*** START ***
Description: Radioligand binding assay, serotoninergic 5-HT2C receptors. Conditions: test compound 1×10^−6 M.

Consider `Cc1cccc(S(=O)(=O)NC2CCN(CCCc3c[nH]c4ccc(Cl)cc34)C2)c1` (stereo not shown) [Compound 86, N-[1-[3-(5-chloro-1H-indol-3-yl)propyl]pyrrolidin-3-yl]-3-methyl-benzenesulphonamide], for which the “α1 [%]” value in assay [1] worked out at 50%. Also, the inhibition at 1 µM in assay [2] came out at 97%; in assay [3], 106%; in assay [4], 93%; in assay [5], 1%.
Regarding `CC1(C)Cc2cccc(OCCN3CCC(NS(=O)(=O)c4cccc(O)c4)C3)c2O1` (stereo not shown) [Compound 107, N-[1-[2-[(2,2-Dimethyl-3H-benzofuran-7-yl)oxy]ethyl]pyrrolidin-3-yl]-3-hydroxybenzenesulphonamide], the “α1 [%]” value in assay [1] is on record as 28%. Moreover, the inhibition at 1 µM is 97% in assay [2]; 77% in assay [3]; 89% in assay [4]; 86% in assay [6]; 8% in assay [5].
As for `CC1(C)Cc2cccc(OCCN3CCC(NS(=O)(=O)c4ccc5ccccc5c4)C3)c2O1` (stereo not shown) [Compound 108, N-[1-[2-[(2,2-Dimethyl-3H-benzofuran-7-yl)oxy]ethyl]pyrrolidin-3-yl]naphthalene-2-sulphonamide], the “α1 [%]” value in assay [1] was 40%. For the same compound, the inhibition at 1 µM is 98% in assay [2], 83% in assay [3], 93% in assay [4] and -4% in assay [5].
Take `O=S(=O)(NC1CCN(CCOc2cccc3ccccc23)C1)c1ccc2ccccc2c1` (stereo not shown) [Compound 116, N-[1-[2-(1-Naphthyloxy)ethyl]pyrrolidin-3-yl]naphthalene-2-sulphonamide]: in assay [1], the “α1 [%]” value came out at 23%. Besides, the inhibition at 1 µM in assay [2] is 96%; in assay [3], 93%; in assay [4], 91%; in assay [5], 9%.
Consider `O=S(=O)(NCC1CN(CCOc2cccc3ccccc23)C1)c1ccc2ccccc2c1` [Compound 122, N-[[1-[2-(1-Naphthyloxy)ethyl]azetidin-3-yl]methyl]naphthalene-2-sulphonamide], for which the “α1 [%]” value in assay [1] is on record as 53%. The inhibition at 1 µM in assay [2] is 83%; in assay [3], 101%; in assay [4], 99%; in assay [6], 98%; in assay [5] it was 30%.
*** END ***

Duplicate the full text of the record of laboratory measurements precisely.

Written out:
Description: Radioligand binding assay, serotoninergic 5-HT2C receptors. Conditions: test compound 1×10^−6 M.

Consider `Cc1cccc(S(=O)(=O)NC2CCN(CCCc3c[nH]c4ccc(Cl)cc34)C2)c1` (stereo not shown) [Compound 86, N-[1-[3-(5-chloro-1H-indol-3-yl)propyl]pyrrolidin-3-yl]-3-methyl-benzenesulphonamide], for which the “α1 [%]” value in assay [1] worked out at 50%. Also, the inhibition at 1 µM in assay [2] came out at 97%; in assay [3], 106%; in assay [4], 93%; in assay [5], 1%.
Regarding `CC1(C)Cc2cccc(OCCN3CCC(NS(=O)(=O)c4cccc(O)c4)C3)c2O1` (stereo not shown) [Compound 107, N-[1-[2-[(2,2-Dimethyl-3H-benzofuran-7-yl)oxy]ethyl]pyrrolidin-3-yl]-3-hydroxybenzenesulphonamide], the “α1 [%]” value in assay [1] is on record as 28%. Moreover, the inhibition at 1 µM is 97% in assay [2]; 77% in assay [3]; 89% in assay [4]; 86% in assay [6]; 8% in assay [5].
As for `CC1(C)Cc2cccc(OCCN3CCC(NS(=O)(=O)c4ccc5ccccc5c4)C3)c2O1` (stereo not shown) [Compound 108, N-[1-[2-[(2,2-Dimethyl-3H-benzofuran-7-yl)oxy]ethyl]pyrrolidin-3-yl]naphthalene-2-sulphonamide], the “α1 [%]” value in assay [1] was 40%. For the same compound, the inhibition at 1 µM is 98% in assay [2], 83% in assay [3], 93% in assay [4] and -4% in assay [5].
Take `O=S(=O)(NC1CCN(CCOc2cccc3ccccc23)C1)c1ccc2ccccc2c1` (stereo not shown) [Compound 116, N-[1-[2-(1-Naphthyloxy)ethyl]pyrrolidin-3-yl]naphthalene-2-sulphonamide]: in assay [1], the “α1 [%]” value came out at 23%. Besides, the inhibition at 1 µM in assay [2] is 96%; in assay [3], 93%; in assay [4], 91%; in assay [5], 9%.
Consider `O=S(=O)(NCC1CN(CCOc2cccc3ccccc23)C1)c1ccc2ccccc2c1` [Compound 122, N-[[1-[2-(1-Naphthyloxy)ethyl]azetidin-3-yl]methyl]naphthalene-2-sulphonamide], for which the “α1 [%]” value in assay [1] is on record as 53%. The inhibition at 1 µM in assay [2] is 83%; in assay [3], 101%; in assay [4], 99%; in assay [6], 98%; in assay [5] it was 30%.